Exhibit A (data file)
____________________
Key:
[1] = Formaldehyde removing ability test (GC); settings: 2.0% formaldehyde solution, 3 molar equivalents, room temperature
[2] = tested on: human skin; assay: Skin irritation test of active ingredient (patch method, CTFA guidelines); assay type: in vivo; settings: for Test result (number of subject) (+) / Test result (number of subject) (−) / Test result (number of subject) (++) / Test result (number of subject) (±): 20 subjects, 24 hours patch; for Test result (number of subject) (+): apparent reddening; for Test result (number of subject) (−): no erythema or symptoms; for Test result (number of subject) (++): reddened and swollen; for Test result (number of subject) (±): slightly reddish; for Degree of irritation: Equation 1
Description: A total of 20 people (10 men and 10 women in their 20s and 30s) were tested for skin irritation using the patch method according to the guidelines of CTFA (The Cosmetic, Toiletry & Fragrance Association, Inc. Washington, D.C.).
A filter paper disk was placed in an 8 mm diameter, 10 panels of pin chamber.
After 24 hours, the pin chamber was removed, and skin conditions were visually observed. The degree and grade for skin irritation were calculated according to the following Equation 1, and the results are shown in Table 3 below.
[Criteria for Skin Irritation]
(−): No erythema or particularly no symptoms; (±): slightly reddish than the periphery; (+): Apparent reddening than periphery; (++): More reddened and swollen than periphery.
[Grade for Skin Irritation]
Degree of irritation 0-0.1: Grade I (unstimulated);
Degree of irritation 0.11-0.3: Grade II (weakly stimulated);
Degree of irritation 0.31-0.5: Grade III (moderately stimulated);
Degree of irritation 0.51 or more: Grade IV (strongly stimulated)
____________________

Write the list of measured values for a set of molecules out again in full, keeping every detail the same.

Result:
Key:
[1] = Formaldehyde removing ability test (GC); settings: 2.0% formaldehyde solution, 3 molar equivalents, room temperature
[2] = tested on: human skin; assay: Skin irritation test of active ingredient (patch method, CTFA guidelines); assay type: in vivo; settings: for Test result (number of subject) (+) / Test result (number of subject) (−) / Test result (number of subject) (++) / Test result (number of subject) (±): 20 subjects, 24 hours patch; for Test result (number of subject) (+): apparent reddening; for Test result (number of subject) (−): no erythema or symptoms; for Test result (number of subject) (++): reddened and swollen; for Test result (number of subject) (±): slightly reddish; for Degree of irritation: Equation 1
Description: A total of 20 people (10 men and 10 women in their 20s and 30s) were tested for skin irritation using the patch method according to the guidelines of CTFA (The Cosmetic, Toiletry & Fragrance Association, Inc. Washington, D.C.).
A filter paper disk was placed in an 8 mm diameter, 10 panels of pin chamber.
After 24 hours, the pin chamber was removed, and skin conditions were visually observed. The degree and grade for skin irritation were calculated according to the following Equation 1, and the results are shown in Table 3 below.
[Criteria for Skin Irritation]
(−): No erythema or particularly no symptoms; (±): slightly reddish than the periphery; (+): Apparent reddening than periphery; (++): More reddened and swollen than periphery.
[Grade for Skin Irritation]
Degree of irritation 0-0.1: Grade I (unstimulated);
Degree of irritation 0.11-0.3: Grade II (weakly stimulated);
Degree of irritation 0.31-0.5: Grade III (moderately stimulated);
Degree of irritation 0.51 or more: Grade IV (strongly stimulated)